Prognosis and opportunity
Although the final analyses of the causes and consequences of the August 14 blackout will be some time in coming, it has been almost universally accepted that certain changes need to be made. Key among these is the need for mandatory reliability standards across the North American continent. The North American Electric Reliability Council (NERC), in association with its 10 regional councils, has developed reliability standards related to the planning, design and operation of transmission systems, and is encouraging every transmission facility operator and independent system operator on the continent to abide by them. Legislation is before the U.S. Congress to make the standards and auditing processes mandatory, enforceable, more stringent and regimented, and additional measures and continuous monitoring requirements will be established. Enforcement will mean utilities have to undertake massive investment in generation and transmission, which some observers estimate could be valued at upwards of $50 billion.
Since governments have taken a lead during this crisis, and will now play a central role in avoiding the next crisis, the result may be a return to the central planning of power systems. The indisputable outcome will be massive new investment in transmission, generation and operations.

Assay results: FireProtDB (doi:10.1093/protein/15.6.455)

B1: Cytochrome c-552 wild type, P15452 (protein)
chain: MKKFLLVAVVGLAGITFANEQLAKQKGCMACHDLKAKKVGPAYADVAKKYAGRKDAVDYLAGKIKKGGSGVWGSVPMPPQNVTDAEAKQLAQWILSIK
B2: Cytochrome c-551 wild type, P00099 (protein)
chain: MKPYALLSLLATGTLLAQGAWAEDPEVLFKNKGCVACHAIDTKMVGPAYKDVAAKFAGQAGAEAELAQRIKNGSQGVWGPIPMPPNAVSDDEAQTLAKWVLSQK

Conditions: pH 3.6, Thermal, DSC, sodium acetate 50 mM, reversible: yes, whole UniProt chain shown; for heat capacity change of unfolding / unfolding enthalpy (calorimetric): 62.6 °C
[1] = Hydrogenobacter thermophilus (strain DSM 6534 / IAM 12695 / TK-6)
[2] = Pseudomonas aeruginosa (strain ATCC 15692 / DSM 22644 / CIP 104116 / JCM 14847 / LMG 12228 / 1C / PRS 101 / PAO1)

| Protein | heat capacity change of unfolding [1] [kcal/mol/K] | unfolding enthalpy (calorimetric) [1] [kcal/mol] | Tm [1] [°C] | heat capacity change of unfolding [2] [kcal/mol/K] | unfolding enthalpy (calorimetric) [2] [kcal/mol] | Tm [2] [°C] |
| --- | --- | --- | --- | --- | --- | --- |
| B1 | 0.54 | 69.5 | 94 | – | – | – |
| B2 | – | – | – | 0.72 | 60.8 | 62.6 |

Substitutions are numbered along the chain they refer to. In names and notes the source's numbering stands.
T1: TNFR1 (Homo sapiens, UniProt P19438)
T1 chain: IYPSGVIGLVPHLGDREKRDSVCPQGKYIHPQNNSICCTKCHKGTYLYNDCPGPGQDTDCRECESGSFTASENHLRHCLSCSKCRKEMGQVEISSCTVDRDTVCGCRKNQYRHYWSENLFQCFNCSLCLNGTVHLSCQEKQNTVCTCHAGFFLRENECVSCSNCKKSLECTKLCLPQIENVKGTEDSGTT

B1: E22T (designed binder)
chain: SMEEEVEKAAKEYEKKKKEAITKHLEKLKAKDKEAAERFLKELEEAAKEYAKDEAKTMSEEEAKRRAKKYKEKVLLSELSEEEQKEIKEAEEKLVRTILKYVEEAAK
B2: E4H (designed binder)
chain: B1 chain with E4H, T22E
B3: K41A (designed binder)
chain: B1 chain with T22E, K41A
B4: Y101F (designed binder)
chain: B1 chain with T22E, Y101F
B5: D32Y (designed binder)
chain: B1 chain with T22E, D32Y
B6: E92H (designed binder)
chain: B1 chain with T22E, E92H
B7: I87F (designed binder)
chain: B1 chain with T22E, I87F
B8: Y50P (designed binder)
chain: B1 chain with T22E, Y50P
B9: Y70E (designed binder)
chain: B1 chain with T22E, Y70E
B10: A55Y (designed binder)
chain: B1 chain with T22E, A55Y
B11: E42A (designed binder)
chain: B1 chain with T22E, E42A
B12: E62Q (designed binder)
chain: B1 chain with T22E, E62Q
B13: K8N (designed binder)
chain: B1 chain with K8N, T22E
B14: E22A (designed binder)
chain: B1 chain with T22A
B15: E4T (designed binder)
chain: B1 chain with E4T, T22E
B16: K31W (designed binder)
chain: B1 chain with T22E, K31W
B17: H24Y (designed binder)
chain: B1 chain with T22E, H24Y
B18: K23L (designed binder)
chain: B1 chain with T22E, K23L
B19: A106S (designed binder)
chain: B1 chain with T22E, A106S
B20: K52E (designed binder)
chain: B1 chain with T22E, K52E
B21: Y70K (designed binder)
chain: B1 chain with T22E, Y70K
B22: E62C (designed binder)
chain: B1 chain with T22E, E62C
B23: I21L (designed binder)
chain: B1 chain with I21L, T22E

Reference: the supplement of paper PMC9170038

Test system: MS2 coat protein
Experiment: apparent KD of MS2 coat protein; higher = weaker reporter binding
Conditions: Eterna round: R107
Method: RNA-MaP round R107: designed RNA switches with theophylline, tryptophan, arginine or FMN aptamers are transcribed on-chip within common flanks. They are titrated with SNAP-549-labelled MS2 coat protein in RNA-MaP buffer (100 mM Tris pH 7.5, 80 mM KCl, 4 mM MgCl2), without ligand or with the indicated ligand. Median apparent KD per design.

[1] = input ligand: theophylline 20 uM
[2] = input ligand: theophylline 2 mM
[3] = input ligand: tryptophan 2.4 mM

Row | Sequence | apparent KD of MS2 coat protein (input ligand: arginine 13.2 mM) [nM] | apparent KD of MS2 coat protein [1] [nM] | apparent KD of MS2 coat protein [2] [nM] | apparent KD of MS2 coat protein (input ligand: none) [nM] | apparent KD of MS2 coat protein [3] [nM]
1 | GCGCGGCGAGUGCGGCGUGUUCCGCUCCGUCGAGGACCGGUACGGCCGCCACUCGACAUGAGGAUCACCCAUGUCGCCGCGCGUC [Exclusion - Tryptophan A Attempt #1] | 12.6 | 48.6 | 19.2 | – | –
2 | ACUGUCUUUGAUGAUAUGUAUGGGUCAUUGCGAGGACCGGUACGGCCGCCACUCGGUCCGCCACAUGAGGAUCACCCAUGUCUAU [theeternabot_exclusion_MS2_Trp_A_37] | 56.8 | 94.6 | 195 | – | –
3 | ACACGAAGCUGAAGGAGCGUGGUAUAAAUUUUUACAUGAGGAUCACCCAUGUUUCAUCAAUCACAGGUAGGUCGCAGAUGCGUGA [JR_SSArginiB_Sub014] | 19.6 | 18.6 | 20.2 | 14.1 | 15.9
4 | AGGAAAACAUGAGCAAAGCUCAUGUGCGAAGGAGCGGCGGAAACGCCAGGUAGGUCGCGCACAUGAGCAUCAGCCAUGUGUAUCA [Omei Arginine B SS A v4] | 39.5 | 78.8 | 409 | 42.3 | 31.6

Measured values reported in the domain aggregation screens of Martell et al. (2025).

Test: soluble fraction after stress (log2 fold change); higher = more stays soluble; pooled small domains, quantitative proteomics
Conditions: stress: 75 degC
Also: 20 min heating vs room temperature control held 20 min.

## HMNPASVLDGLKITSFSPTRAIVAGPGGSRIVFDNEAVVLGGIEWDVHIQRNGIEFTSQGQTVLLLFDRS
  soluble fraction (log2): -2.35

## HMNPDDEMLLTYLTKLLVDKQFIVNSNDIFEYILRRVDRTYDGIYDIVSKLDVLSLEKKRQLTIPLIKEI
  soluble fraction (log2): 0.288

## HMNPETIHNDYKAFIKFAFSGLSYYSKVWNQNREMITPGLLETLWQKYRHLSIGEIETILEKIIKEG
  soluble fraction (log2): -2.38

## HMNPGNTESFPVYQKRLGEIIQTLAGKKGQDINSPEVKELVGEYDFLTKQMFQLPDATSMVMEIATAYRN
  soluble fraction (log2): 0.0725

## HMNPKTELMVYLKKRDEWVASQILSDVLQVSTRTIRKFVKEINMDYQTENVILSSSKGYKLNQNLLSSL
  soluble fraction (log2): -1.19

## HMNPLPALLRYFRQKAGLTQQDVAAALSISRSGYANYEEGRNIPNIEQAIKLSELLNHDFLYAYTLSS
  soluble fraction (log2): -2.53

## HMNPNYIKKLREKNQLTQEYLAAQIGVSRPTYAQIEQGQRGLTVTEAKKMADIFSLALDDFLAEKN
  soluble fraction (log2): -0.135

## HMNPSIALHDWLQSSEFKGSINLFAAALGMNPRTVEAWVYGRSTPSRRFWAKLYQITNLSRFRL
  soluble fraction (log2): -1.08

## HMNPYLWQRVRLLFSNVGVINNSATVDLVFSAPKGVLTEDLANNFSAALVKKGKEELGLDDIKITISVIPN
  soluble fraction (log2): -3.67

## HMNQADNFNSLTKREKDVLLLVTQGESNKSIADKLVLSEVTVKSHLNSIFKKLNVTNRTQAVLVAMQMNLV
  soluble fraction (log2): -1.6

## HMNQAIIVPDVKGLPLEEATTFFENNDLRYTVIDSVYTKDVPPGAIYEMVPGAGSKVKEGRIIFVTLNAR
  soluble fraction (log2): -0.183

Some critical bottlenecks in the North American transmission grid will likely be addressed through major new investment programs during the next 2-4 years. These troublespots include serious transmission deficiencies in southern Connecticut, in the mid-West, and to a lesser extent in Texas.
Ontario can be expected to accelerate efforts to connect its grid to Manitoba and Quebec and will likely sign contracts for new supply with both provinces, and possibly with Newfoundland. These initiatives will give rise to new construction, e.g. at the Conawapa hydroelectric development in northern Manitoba. Ontario can be expected to accelerate the return to service of the remaining two units at the Bruce nuclear plant and to make an early start on the Beck tunnel at Niagara Falls. It will likely also begin upgrading the transmission system, and will sponsor new distributed generation plants. There will be numerous opportunities for the Canadian consulting engineering industry to help in the assessment, design and construction management stages of all these projects.
George Davies is president of Acres Management Consulting and vice president of Acres International of Oakville, Ont.